Malaysia's sovereign fund controls a wide range of companies including regional banking group CIMB, IHH Healthcare that owns the Gleneagles, Mount Elizabeth and Parkway brands, along with companies that operate Malaysian airports and power companies.
Sensational headlines, including losing RM1.7 billion in a punt on investment bank UBS and dumping RM80 million into an online lingerie platform in India, helped make the new government's case for a leadership revamp.
Supporters of former Khazanah managing director Azman Mokhtar insist he picked more winners than losers, tripling the assets he was entrusted with in May 2004 to RM157 billion as at December 2017.
To his critics, the returns have fallen short of the broader market. Khazanah gave taxpayers a 9.6 per cent cumulative annual return in that time, lower than the performance of the benchmark Kuala Lumpur Composite Index at 9.7 per cent. In other words, simply investing in Malaysia's top listed companies during that period would have been more rewarding.
"Taxpayers will measure the sovereign against other fund managers. Even more so when your companies operate in non-competitive environments or are outright monopolies. The barometer for success should be higher," Vriens & Partners' risk analyst Adib Zalkapli told The Straits Times.
In Malaysia, Axiata's subsidiary Celcom is part of an effective "triopoly" in mobile services with two other companies, Maxis and Digi.
Celcom has fallen from having the most mobile customers in 2015 to the fewest among the big three, and tales of disgruntlement at management decisions are an open secret in the industry.
In an internal memo seen by The Straits Times, Celcom chief executive Michael Kuehner announced a restructuring earlier this month which moved procurement out of the finance department, by creating the role of chief strategy and procurement officer. The CEO - whose contract will not be renewed after it expires on Aug 31 - is taking temporary charge of procurement until the new position is filled.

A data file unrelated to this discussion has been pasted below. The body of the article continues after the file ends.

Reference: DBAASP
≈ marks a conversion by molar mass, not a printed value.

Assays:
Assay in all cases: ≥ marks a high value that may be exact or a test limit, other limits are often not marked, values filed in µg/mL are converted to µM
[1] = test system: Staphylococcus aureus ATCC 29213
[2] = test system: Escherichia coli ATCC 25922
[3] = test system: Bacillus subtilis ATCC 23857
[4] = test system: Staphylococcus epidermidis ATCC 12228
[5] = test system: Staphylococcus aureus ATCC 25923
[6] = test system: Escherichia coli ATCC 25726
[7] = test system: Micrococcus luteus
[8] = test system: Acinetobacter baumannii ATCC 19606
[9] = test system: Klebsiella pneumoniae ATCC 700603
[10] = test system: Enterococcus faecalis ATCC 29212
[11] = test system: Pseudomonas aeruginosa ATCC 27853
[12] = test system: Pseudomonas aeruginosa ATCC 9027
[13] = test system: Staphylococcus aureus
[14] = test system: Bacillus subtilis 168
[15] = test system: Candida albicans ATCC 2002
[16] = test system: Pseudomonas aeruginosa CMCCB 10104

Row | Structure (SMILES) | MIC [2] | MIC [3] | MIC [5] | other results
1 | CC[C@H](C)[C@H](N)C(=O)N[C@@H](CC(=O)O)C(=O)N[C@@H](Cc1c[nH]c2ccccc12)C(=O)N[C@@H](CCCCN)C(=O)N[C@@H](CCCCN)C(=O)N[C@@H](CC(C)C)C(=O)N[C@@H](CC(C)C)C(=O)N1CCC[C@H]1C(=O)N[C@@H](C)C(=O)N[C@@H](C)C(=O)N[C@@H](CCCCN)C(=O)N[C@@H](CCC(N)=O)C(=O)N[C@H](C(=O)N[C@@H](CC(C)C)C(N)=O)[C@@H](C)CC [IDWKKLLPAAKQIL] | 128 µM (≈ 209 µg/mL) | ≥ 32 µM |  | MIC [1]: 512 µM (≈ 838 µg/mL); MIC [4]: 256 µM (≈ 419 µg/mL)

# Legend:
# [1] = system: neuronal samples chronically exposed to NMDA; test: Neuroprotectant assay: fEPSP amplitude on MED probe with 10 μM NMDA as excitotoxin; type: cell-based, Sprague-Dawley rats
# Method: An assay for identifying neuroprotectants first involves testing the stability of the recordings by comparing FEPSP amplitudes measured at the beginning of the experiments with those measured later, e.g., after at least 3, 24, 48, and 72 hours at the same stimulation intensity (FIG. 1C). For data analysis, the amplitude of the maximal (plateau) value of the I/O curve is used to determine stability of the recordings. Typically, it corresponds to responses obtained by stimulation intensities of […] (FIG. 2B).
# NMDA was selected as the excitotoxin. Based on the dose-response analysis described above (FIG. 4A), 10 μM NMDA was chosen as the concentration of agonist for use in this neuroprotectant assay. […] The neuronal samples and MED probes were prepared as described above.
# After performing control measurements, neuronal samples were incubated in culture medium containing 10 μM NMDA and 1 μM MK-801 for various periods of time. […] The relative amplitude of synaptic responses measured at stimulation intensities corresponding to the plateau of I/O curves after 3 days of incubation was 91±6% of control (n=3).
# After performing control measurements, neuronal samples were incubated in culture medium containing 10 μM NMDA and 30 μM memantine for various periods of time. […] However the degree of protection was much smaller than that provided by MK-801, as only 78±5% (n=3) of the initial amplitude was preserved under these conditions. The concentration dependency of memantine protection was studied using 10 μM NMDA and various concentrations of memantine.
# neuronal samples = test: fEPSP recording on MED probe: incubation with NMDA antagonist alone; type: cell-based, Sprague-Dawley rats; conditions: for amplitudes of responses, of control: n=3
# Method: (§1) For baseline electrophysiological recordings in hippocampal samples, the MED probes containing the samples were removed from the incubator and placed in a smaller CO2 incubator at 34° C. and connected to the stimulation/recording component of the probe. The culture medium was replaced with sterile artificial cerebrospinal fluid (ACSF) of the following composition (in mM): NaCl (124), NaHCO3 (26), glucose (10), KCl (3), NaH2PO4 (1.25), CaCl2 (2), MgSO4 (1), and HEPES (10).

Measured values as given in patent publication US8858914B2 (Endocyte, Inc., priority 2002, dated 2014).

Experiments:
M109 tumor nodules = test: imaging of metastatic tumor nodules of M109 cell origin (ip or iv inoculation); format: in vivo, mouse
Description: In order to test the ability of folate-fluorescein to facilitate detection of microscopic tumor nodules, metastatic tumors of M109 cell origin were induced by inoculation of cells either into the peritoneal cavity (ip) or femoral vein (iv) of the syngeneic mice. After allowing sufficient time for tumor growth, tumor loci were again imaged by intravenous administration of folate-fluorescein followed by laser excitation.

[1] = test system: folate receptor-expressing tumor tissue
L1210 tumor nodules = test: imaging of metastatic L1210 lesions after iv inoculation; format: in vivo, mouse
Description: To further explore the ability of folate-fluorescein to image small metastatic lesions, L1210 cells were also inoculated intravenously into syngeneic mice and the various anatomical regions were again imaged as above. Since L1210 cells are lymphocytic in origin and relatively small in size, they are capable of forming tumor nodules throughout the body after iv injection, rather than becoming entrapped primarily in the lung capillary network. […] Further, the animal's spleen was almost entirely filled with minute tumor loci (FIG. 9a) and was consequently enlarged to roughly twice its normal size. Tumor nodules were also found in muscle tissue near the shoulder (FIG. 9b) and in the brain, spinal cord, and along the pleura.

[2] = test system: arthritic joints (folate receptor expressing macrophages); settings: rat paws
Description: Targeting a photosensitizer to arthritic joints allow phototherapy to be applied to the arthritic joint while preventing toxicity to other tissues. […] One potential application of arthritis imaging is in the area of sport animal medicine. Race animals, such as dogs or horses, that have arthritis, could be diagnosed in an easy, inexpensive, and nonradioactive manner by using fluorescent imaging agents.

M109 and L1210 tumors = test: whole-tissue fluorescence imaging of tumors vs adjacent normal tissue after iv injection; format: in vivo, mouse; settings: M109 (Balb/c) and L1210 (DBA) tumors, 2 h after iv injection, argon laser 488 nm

"It's bad governance when the CEO can decide on procurement, and has led to bad blood in Celcom's top management," a source said, pointing to the usual practice of placing procurement under the chief financial officer, to have proper checks and balances.
After Axiata's quarterly review last Friday, incoming CEO Idham Nawawi confirmed that the new position would come under his office and added that "it will be one of the first things I will look at" when he clocks in on Sept 1.
At the review, Axiata's CEO Jamaludin Ibrahim justified the telco's several failed investments - funded by its RM250 million annual kitty for digital ventures - as an "experiment" to "learn with a view that even if we lose every single cent, it's okay". He said: "Our revenue is about RM25 billion and RM250 million is very small in that respect."
Still, it was a costly experiment compared against profits, which came in at RM909 million last year and RM504 million in 2016.